A common health concern is the connection between sugar and diabetes. After all, people with diabetes must watch their intake of sucrose very carefully, as too much can cause very negative reactions. However, you may be surprised to learn that the connection between sucrose and diabetes is–in most cases–not so direct as to say that ingestion of sweet foods causes you to come down with the condition. You’ll learn why when you take a look at the different types of this condition and the varied causes.
Gestational Diabetes: Caused by Hormones
Gestational diabetes is a type of diabetes contracted by pregnant women whose bodies may react negatively to the release of pregnancy hormones. It’s usually a temporary condition that lasts for the duration of the woman’s pregnancy, although it may cause the woman to be at greater risk for developing Type 2 diabetes later in life.
Women with gestational diabetes have cells that can’t correctly process insulin, which is a compound that regulates the body’s energy and metabolizes glucose, which comes from sucrose. However, sugar does not contribute to your risk for this condition, although women with the condition should be careful to monitor their diet and get enough exercise during pregnancy. They may also be given medication.
Type 1 Diabetes: Caused by Genetics
Type 1 diabetes is the most serious type of diabetes and is usually identified in people in their youth. People with Type 1 diabetes do not produce insulin in their bodies, so they must continuously inject their bodies with insulin to be able to process sugars. The cause of diabetes in Type 1 sufferers is purely genetics and sugar has no role. However, Type 1 diabetics must carefully monitor how much sucrose they intake, as they are at greatest risk for an imbalance and high blood sugar. Contrary to popular belief, one need not be overweight to have diabetes, especially when it comes to Type 1 diabetes. In fact, many Type 1 diabetics are underweight.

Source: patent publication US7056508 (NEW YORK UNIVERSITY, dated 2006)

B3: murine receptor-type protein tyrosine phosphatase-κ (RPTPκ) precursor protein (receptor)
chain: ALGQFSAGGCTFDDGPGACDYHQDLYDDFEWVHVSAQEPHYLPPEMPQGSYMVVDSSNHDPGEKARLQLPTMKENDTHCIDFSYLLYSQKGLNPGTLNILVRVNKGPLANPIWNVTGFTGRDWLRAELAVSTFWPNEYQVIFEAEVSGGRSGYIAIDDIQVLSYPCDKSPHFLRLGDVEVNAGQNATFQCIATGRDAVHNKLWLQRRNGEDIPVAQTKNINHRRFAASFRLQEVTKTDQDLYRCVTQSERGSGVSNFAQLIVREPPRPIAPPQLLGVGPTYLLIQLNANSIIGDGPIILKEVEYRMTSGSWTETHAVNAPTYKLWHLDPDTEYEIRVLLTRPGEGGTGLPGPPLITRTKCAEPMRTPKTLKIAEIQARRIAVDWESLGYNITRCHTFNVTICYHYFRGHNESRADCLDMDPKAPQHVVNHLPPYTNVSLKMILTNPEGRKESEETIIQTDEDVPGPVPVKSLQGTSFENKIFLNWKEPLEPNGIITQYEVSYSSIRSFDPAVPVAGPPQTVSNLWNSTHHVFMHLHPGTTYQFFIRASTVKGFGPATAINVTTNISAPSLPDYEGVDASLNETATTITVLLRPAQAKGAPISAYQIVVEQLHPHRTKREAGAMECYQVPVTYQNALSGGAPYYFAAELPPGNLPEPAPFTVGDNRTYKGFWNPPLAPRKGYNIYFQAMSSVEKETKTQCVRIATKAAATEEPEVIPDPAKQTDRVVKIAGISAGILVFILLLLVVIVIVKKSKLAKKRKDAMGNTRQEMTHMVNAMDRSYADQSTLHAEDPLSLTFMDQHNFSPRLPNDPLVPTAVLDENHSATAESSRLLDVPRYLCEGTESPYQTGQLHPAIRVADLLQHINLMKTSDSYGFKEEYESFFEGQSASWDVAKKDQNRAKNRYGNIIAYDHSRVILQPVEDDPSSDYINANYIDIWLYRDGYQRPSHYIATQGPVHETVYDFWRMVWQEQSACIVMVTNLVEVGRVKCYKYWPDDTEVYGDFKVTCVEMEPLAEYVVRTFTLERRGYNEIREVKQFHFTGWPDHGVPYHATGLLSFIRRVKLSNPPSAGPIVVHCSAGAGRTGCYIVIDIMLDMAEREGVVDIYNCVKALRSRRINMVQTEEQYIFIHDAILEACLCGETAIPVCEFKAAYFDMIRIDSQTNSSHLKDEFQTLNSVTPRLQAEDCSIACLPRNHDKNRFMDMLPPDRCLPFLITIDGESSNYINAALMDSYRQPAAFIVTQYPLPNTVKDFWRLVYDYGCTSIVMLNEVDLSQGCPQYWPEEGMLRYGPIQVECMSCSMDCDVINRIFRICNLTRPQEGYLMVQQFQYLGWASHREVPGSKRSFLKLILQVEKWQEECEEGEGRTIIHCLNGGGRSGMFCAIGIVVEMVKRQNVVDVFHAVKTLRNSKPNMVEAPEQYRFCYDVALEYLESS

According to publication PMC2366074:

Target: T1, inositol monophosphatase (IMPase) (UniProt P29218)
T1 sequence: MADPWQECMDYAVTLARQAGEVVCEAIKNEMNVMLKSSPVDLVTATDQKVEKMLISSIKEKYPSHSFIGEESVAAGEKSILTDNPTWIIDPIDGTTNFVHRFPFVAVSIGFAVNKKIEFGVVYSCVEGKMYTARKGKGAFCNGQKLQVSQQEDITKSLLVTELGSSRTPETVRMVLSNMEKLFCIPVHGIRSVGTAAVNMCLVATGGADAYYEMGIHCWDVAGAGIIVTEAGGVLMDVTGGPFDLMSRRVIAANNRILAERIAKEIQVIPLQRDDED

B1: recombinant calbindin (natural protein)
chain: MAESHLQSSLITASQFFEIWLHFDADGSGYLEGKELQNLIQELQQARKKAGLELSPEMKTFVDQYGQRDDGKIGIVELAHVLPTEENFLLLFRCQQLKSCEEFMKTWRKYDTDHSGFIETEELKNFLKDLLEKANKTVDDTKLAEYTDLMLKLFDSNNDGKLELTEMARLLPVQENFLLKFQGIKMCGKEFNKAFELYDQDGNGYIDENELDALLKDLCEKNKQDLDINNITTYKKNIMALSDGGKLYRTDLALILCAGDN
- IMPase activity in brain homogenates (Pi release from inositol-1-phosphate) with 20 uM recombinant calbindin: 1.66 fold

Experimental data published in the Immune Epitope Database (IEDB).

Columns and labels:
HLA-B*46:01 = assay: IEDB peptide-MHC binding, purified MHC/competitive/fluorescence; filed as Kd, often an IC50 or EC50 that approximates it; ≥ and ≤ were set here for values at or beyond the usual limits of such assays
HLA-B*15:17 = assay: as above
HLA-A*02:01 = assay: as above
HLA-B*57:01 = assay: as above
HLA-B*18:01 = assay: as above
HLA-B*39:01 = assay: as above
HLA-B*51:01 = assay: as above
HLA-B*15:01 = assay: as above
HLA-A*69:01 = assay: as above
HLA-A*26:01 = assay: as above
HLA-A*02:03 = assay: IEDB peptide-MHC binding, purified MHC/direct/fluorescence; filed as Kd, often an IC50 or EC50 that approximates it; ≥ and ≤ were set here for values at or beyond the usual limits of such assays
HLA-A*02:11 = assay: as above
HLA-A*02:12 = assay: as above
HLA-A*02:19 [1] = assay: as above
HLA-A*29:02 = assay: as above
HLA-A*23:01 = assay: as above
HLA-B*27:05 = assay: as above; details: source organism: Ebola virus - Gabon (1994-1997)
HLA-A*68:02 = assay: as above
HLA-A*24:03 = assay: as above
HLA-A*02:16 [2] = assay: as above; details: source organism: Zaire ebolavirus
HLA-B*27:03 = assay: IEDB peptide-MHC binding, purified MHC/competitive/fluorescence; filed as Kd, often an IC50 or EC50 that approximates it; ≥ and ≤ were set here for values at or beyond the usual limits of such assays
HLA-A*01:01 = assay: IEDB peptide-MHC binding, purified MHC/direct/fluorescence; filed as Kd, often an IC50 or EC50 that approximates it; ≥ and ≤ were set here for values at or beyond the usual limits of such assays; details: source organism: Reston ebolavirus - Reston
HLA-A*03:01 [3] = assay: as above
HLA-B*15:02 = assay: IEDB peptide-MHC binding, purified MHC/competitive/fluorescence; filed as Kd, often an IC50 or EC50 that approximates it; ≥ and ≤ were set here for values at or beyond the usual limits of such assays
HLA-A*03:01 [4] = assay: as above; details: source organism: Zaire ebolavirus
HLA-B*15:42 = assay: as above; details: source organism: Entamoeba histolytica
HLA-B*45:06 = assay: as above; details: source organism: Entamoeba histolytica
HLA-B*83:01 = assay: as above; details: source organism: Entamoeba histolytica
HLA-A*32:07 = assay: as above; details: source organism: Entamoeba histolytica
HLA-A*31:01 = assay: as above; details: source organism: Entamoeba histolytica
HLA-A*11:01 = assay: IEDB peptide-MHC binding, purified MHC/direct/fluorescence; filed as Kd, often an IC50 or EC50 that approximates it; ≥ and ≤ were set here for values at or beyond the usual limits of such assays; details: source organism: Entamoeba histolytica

Type 2 Diabetes: A Number of Causes
Sugar may have a role in the onset of Type 2 diabetes, although it’s far from the only factor. Type 2 diabetics have insulin, but their cells do not correctly process the insulin, which may result in nausea, dizziness, difficulty breathing, abdominal pain, vision problems and mental disorders. Type 2 diabetics may be treated with medication and/or insulin injection, or they may simply need to add more exercise and a balanced diet to their lifestyles.
Eating too much sugar will make the onset of the condition faster and worse, although sucrose alone is not the reason why you can come down with the disease. Type 2 diabetes is typically seen in people with no history of the disease who are overweight, eat foods that are high in calories (including sweets) and don’t get enough exercise. Cutting out sweets alone can’t prevent you from coming down with the condition; you must eat right, exercise often and remain a healthy weight.